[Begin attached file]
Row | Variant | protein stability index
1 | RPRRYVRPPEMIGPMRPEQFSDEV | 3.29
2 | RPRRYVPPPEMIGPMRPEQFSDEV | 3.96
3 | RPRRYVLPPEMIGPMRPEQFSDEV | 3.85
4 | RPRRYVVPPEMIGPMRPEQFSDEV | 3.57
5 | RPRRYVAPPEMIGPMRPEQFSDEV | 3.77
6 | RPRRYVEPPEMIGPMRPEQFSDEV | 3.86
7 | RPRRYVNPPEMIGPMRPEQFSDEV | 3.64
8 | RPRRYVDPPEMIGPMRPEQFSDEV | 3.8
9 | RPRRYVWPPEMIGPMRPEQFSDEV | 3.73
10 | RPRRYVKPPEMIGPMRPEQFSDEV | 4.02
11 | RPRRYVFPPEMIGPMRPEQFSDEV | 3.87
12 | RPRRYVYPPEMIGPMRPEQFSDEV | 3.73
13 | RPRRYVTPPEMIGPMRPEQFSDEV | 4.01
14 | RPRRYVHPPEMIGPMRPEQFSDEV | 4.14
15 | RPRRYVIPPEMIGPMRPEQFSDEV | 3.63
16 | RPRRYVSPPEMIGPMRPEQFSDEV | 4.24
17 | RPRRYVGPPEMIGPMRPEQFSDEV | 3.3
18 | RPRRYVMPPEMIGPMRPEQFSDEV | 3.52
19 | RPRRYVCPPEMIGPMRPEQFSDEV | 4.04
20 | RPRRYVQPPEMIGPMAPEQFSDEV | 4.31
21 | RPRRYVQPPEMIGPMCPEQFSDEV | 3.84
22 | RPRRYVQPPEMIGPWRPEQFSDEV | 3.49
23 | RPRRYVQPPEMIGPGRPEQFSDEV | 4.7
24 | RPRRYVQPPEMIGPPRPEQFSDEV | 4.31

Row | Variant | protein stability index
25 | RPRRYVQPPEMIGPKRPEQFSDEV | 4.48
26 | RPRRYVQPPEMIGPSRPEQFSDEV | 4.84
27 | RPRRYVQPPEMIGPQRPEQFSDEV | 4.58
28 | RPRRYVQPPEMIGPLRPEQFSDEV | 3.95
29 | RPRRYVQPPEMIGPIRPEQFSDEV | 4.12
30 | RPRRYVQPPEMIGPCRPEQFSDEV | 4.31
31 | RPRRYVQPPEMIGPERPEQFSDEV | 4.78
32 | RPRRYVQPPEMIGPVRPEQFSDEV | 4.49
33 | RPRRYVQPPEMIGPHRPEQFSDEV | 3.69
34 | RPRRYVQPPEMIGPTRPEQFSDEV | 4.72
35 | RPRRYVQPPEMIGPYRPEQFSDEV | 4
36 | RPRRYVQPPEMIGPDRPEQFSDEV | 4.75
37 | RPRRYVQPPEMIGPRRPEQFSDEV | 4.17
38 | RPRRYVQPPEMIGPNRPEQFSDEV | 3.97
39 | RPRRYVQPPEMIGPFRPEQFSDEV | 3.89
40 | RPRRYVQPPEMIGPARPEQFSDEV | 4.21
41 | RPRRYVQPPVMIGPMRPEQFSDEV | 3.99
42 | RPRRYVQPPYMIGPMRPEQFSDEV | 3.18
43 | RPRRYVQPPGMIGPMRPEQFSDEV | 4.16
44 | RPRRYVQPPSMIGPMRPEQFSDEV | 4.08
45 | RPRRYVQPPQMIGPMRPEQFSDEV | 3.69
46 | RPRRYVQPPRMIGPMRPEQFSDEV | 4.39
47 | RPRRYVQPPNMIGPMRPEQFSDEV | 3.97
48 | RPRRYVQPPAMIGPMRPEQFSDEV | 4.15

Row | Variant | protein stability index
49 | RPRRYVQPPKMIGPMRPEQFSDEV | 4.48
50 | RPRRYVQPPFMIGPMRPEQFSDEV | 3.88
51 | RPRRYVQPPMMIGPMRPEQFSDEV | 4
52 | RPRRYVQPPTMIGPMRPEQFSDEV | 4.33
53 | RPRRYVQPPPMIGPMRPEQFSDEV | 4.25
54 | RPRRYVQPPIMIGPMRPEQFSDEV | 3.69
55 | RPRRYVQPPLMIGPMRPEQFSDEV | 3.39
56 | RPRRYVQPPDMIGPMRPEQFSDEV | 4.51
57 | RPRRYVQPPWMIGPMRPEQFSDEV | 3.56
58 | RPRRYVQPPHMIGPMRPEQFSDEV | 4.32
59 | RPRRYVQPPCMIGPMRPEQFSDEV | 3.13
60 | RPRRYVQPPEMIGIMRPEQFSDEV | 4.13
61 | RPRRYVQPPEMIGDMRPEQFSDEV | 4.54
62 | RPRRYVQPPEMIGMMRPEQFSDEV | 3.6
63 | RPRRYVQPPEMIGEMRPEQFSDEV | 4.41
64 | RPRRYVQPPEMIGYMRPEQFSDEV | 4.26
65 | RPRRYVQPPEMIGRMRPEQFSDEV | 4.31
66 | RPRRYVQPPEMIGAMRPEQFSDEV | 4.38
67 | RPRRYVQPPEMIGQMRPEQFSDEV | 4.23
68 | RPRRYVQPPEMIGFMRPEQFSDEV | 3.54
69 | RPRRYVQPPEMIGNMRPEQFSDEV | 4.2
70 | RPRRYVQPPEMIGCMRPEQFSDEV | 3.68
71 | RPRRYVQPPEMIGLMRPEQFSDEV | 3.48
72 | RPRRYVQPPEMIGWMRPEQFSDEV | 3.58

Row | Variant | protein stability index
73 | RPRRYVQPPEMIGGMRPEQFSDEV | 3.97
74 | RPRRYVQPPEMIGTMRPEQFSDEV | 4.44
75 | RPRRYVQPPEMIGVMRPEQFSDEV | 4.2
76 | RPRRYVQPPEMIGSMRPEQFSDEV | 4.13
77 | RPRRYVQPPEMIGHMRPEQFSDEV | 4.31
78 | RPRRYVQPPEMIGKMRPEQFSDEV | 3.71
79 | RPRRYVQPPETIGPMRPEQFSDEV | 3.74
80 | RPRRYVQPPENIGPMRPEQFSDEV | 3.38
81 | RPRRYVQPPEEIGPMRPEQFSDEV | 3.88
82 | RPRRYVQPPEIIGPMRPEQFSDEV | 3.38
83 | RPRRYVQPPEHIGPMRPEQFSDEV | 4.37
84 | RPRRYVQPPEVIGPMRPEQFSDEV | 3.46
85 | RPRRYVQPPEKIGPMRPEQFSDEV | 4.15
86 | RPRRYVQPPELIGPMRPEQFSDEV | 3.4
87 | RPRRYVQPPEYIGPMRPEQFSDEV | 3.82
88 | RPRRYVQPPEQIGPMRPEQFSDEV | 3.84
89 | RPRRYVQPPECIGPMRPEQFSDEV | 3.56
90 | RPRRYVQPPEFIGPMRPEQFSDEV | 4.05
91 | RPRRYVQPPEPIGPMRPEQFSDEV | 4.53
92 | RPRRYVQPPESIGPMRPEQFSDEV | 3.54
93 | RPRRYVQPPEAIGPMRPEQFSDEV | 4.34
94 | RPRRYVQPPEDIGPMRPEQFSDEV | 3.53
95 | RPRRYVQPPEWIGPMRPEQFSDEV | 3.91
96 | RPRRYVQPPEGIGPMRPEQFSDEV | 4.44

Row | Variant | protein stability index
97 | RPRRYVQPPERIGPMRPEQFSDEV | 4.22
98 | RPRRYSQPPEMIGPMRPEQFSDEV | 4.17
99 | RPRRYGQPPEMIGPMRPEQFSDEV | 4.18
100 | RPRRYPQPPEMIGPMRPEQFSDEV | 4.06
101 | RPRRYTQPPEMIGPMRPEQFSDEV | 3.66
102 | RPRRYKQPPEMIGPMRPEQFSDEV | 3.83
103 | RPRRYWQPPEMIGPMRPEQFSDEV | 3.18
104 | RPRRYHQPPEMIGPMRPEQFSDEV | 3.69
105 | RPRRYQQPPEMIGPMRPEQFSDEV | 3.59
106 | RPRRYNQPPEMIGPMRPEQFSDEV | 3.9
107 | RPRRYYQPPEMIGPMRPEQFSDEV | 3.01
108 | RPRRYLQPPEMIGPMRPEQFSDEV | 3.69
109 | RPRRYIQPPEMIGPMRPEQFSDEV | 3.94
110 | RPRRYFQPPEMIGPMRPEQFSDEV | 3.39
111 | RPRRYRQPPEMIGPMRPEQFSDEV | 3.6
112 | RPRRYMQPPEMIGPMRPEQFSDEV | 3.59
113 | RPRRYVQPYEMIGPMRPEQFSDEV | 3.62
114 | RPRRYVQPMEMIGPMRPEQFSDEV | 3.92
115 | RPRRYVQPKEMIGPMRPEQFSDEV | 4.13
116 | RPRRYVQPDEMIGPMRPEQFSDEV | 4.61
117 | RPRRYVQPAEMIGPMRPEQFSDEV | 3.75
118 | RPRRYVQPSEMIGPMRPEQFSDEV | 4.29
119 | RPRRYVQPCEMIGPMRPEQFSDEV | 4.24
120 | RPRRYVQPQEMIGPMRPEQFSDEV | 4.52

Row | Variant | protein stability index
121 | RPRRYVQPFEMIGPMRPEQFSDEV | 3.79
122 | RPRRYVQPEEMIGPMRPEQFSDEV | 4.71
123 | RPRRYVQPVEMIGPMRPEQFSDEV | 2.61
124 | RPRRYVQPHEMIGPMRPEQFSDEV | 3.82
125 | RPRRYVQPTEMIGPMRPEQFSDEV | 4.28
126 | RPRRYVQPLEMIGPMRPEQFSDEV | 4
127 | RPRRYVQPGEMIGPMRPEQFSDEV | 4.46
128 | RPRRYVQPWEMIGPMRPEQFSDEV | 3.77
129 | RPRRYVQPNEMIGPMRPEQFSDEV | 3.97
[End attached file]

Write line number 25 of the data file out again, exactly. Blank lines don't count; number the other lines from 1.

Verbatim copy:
24 | RPRRYVQPPEMIGPPRPEQFSDEV | 4.31